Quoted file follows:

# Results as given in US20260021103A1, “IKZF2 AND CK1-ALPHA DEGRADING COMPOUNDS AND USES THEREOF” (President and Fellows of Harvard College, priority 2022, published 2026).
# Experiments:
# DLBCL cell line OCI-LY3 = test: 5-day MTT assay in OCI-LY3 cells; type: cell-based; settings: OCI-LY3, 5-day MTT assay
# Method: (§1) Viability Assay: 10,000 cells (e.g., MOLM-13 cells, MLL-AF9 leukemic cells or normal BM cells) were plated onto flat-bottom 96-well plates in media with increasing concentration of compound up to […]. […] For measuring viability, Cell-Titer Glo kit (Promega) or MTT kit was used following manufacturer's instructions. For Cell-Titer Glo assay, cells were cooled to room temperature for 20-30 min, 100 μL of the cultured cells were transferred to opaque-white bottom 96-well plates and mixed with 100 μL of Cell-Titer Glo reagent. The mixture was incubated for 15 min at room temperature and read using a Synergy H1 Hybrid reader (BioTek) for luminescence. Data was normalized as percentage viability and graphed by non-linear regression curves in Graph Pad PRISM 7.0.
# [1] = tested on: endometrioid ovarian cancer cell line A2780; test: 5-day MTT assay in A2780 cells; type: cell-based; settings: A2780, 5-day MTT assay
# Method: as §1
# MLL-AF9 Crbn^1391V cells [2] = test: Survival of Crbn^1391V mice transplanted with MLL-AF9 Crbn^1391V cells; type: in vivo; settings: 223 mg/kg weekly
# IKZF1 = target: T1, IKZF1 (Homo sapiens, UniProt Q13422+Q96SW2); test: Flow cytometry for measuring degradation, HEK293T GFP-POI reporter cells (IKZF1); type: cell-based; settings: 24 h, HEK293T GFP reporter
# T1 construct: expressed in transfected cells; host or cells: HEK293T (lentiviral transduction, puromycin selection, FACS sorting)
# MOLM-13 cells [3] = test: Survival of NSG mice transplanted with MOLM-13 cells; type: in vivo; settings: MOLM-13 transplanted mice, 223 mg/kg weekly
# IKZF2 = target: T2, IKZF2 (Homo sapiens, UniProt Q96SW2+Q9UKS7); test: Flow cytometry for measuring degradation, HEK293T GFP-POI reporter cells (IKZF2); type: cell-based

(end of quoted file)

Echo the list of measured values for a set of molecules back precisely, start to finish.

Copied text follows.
# Results as given in US20260021103A1, “IKZF2 AND CK1-ALPHA DEGRADING COMPOUNDS AND USES THEREOF” (President and Fellows of Harvard College, priority 2022, published 2026).
# Experiments:
# DLBCL cell line OCI-LY3 = test: 5-day MTT assay in OCI-LY3 cells; type: cell-based; settings: OCI-LY3, 5-day MTT assay
# Method: (§1) Viability Assay: 10,000 cells (e.g., MOLM-13 cells, MLL-AF9 leukemic cells or normal BM cells) were plated onto flat-bottom 96-well plates in media with increasing concentration of compound up to […]. […] For measuring viability, Cell-Titer Glo kit (Promega) or MTT kit was used following manufacturer's instructions. For Cell-Titer Glo assay, cells were cooled to room temperature for 20-30 min, 100 μL of the cultured cells were transferred to opaque-white bottom 96-well plates and mixed with 100 μL of Cell-Titer Glo reagent. The mixture was incubated for 15 min at room temperature and read using a Synergy H1 Hybrid reader (BioTek) for luminescence. Data was normalized as percentage viability and graphed by non-linear regression curves in Graph Pad PRISM 7.0.
# [1] = tested on: endometrioid ovarian cancer cell line A2780; test: 5-day MTT assay in A2780 cells; type: cell-based; settings: A2780, 5-day MTT assay
# Method: as §1
# MLL-AF9 Crbn^1391V cells [2] = test: Survival of Crbn^1391V mice transplanted with MLL-AF9 Crbn^1391V cells; type: in vivo; settings: 223 mg/kg weekly
# IKZF1 = target: T1, IKZF1 (Homo sapiens, UniProt Q13422+Q96SW2); test: Flow cytometry for measuring degradation, HEK293T GFP-POI reporter cells (IKZF1); type: cell-based; settings: 24 h, HEK293T GFP reporter
# T1 construct: expressed in transfected cells; host or cells: HEK293T (lentiviral transduction, puromycin selection, FACS sorting)
# MOLM-13 cells [3] = test: Survival of NSG mice transplanted with MOLM-13 cells; type: in vivo; settings: MOLM-13 transplanted mice, 223 mg/kg weekly
# IKZF2 = target: T2, IKZF2 (Homo sapiens, UniProt Q96SW2+Q9UKS7); test: Flow cytometry for measuring degradation, HEK293T GFP-POI reporter cells (IKZF2); type: cell-based